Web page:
Posts Tagged ‘NC’

Sylvan-Esso-What-If-Video

Sylvan Esso have shared the video for a mysterious new track, “What If”: a brief, minimal and enticing track, just a minute and a half long. Over spacious synth-bleeps, Amelia Meath sings, “Oh life, dying out/ And the oceans turn to clouds.” The music slowly swells up behind her, but it never quite crests. In the “What If” video, we see Meath singing as her head bobs in the ocean. The camera rises up over her until she’s just a small spot amidst nothingness.

It’s been more than three years since Sylvan Esso dropped their sophomore LP What Now, and it’s been more than two years since “PARAD(w/m)E,” their last proper stand-alone single. Back in April, however, the electro-pop duo from Durham, NC, premiered their concert film “With” on YouTube, while they surprised fans with an accompanying live album of the same name, via Loma Vista Recordings.

Both the album and film capture the final two nights of the band’s 2019 WITH tour at the Durham Performing Arts Center, in which Amelia Meath and Nick Sanborn were joined by a 10-piece band. The film also offers a behind-the-scenes look at the musicians as they prepare for the tour. The 16-track live album spans material from Sylvan Esso’s two studio albums – their self-titled 2014 debut and their acclaimed 2017 LP, What Now. In support of “With”, the duo performed an intimate three-song set from their home for NPR’s Tiny Desk (Home) Concert series.

Amelia Meath (formerly of Mountain Man) and Nick Sanborn (Megafaun, Made Of Oak) formed Sylvan Esso in 2013. They made their debut with the single “Hey Mami” and released their eponymous debut album on Partisan Records on May, 2014, which reached No. 39 on the Billboard 200. They released their second album What Now on April, 2017,

The latest track from American Aquarium’s highly anticipated album, Lamentations, released this week. Listen and watch the moving video for “Six Years Come September”. “Lamentations” is a 10-song rumination on the current state of the world around me. I was raised in the faith and the book of Lamentations was always one that caught my attention. A broken man crying out to the heavens, asking why God sat back and let his country fall apart. Questioning the sheer existence of a higher power in the lowest of times. How could an all loving God sit back and let an entire nation’s cry for help go unanswered? I saw many parallels in that story and the current climate of this country in 2020. There are a large group of people who were promised something in 2016.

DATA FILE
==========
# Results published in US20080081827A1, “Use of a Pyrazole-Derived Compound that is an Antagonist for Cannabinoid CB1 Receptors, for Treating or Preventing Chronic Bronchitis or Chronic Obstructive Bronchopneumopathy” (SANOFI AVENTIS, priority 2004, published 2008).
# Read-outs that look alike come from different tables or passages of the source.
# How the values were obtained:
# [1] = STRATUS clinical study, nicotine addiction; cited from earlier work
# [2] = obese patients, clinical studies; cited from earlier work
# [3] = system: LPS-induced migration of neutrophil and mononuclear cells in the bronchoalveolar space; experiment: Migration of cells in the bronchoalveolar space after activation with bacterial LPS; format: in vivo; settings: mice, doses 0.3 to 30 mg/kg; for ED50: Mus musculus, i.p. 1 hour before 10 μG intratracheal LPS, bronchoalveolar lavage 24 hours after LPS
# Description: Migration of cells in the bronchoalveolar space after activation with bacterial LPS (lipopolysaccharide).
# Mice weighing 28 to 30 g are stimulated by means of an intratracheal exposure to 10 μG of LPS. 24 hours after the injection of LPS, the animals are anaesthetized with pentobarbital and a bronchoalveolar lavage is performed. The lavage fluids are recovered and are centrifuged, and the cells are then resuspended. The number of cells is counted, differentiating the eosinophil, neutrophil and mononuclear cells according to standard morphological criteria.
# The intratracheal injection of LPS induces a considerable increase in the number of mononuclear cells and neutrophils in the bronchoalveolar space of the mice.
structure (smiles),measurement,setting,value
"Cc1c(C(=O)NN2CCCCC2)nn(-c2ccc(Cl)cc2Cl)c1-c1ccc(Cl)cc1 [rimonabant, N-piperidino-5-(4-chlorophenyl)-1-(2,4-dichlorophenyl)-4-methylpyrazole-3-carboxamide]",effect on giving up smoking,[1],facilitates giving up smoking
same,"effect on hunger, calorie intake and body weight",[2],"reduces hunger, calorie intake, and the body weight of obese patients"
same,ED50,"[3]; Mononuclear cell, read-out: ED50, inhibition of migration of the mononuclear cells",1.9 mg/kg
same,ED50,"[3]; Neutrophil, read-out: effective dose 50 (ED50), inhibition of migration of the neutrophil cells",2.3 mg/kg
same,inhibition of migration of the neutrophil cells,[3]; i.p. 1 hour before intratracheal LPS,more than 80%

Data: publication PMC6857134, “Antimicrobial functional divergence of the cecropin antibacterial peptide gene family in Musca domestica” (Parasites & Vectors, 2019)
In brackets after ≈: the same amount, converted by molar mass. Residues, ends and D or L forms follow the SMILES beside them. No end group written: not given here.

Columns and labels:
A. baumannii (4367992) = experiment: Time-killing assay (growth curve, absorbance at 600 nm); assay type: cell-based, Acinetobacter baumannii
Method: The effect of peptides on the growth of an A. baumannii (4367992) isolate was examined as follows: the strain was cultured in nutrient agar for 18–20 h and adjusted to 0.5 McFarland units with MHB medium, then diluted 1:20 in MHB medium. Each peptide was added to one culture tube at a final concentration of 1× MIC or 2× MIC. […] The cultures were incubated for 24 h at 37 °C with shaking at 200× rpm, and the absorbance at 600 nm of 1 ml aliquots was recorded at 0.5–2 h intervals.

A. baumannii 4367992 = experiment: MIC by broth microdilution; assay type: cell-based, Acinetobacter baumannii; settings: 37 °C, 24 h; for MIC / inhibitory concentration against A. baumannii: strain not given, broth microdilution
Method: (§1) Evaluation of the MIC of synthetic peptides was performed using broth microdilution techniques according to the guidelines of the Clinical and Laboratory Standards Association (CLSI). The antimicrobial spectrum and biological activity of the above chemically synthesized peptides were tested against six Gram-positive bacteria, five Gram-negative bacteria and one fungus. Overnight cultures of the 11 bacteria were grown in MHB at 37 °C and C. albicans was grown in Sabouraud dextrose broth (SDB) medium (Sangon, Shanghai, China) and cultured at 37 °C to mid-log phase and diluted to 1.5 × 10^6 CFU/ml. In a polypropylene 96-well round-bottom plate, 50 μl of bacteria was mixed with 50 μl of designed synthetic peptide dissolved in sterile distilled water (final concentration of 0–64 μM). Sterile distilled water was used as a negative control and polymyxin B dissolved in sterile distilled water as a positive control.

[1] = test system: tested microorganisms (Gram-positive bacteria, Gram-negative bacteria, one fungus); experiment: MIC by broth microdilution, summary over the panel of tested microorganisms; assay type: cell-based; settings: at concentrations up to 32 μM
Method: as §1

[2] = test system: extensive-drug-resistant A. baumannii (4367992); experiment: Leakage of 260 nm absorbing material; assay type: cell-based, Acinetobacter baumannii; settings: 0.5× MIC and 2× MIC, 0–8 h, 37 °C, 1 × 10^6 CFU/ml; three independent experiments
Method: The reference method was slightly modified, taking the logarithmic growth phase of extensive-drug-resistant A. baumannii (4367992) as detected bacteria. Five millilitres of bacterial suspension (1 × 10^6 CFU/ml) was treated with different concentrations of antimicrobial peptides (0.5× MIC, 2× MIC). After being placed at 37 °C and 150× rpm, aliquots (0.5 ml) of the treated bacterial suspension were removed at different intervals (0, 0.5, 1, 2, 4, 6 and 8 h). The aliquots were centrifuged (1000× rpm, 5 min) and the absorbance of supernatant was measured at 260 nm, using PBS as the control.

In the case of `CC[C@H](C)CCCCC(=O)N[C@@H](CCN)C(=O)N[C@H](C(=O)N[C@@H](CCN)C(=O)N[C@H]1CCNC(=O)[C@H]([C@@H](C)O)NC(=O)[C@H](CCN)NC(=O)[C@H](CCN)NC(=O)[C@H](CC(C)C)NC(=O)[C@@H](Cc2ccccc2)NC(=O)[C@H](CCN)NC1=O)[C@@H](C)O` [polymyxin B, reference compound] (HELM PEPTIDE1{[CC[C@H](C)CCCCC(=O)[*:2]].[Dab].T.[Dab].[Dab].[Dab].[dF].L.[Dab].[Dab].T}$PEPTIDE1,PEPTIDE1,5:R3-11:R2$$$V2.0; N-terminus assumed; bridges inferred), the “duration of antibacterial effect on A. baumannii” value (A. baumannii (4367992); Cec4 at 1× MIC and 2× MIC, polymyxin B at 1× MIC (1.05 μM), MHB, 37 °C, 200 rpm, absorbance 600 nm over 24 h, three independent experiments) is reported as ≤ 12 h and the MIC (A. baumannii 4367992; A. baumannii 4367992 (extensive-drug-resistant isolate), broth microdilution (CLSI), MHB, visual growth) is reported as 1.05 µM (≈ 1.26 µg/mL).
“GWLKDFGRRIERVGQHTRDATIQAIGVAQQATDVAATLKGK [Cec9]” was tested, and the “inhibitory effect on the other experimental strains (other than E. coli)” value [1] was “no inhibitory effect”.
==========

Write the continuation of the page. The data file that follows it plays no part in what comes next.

On the one hand, the newest single from alternative country band, American Aquarium, is as straightforward and unambiguous as they come. “Six Years Come September” isn’t a metaphor; the length of time in question refers to the arrival of six years of sobriety for band founder BJ Barham, since making an unintentionally permanent announcement about “never drinking again,” amid the crowd in a Texas bar.

Conversely, the song’s biggest element of significance – that the journey of getting sober doesn’t culminate in a single victory but comes with its own sets of trials – is a sentiment one could say is anything but straightforward or obvious to those outside looking in.

While the major chord resolutions from Barham’s guitar and a higher octave melody played by crisp and polished piano do give “Six Years Come September” a mildly uplifting quality, there is serious reflection and a sense of penitence unfolding in the lyrics that very subtly but effectively displays the kind of obscure adversity built into an otherwise happy looking existence staying on the wagon.

They are still waiting for those promises to be fulfilled. This is a record about the things that break people. Religion, politics, addiction, love, money, family, history. I believe it is an empathetic look at the other side. A group of stories about losing everything and still finding the will to stand back up and fight for the things that matter the most.”